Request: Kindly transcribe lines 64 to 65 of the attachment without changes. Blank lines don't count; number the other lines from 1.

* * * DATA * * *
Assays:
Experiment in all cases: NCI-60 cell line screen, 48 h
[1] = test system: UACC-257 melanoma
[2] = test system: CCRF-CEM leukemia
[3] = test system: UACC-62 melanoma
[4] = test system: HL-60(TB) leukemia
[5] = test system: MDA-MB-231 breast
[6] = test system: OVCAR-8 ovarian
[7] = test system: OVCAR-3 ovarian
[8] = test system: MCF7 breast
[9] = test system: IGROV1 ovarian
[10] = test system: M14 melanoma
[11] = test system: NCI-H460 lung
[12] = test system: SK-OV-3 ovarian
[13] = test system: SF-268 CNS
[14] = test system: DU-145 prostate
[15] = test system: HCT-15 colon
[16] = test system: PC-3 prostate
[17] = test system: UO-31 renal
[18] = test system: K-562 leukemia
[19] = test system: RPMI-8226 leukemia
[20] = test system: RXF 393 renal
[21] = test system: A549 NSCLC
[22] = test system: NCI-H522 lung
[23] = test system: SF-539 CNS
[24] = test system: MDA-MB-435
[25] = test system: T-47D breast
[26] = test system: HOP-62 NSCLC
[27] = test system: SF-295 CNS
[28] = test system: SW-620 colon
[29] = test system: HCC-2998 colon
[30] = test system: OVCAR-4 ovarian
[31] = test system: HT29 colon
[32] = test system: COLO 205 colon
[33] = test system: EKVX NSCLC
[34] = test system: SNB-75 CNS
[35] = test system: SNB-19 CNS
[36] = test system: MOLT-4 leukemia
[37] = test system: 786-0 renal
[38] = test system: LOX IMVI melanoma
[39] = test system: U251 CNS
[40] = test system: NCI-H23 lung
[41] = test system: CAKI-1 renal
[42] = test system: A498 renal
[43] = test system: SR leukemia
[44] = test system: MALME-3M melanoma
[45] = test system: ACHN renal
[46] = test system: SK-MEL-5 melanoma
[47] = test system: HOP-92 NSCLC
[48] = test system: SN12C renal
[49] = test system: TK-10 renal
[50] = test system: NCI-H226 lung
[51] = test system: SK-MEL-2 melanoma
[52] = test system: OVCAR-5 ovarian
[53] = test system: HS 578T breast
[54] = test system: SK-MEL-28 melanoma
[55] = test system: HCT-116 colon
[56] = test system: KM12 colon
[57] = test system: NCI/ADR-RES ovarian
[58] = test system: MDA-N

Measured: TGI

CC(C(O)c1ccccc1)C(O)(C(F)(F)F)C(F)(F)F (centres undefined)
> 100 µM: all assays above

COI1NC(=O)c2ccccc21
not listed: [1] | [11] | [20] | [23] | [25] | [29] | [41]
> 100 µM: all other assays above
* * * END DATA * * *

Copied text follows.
COI1NC(=O)c2ccccc21
not listed: [1] | [11] | [20] | [23] | [25] | [29] | [41]